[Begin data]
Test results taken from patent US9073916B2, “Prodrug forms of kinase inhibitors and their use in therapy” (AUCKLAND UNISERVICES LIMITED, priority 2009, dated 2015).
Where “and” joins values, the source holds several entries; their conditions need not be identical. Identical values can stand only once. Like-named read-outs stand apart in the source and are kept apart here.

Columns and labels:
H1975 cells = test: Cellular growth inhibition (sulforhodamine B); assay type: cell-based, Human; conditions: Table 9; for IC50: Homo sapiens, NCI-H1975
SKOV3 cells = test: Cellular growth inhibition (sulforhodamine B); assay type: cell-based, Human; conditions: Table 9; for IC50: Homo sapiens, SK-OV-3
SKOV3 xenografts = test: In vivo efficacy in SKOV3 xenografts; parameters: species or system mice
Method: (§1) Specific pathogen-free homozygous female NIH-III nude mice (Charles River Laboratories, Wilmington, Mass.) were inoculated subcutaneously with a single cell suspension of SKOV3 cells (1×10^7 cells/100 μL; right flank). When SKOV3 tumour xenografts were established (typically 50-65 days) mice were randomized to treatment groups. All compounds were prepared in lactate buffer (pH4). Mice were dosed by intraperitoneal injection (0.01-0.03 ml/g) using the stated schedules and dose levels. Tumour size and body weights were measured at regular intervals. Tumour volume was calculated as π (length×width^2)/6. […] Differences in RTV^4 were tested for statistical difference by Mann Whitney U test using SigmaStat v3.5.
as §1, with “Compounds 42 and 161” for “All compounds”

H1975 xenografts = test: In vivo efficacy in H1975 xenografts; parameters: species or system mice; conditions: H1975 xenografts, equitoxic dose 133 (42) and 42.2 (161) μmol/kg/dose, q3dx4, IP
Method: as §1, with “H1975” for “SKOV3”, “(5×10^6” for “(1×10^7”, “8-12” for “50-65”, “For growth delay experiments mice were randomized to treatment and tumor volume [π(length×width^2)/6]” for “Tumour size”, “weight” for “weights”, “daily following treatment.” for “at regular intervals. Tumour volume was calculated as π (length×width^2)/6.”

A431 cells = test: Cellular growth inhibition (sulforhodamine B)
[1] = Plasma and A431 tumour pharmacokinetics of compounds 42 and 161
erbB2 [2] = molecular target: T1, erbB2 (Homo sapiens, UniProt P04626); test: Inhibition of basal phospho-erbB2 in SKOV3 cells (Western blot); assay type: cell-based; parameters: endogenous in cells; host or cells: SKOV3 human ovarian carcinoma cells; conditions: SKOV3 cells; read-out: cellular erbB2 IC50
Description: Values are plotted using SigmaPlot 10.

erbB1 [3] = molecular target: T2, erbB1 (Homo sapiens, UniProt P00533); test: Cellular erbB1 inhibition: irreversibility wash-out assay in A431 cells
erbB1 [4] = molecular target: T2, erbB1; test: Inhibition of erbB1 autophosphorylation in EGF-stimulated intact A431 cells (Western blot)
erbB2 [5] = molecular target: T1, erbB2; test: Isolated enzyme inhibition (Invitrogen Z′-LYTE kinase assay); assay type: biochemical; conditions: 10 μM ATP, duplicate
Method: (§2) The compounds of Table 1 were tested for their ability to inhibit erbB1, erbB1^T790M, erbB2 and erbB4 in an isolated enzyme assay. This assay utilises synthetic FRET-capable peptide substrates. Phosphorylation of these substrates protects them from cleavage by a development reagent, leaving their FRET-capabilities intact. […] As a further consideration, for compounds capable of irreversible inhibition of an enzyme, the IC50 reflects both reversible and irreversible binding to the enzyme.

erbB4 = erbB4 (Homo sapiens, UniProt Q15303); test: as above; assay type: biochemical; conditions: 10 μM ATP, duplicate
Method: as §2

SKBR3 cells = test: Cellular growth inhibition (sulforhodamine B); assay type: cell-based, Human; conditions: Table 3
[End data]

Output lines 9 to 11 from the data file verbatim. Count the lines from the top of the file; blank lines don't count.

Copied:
H1975 xenografts = test: In vivo efficacy in H1975 xenografts; parameters: species or system mice; conditions: H1975 xenografts, equitoxic dose 133 (42) and 42.2 (161) μmol/kg/dose, q3dx4, IP
Method: as §1, with “H1975” for “SKOV3”, “(5×10^6” for “(1×10^7”, “8-12” for “50-65”, “For growth delay experiments mice were randomized to treatment and tumor volume [π(length×width^2)/6]” for “Tumour size”, “weight” for “weights”, “daily following treatment.” for “at regular intervals. Tumour volume was calculated as π (length×width^2)/6.”

A431 cells = test: Cellular growth inhibition (sulforhodamine B)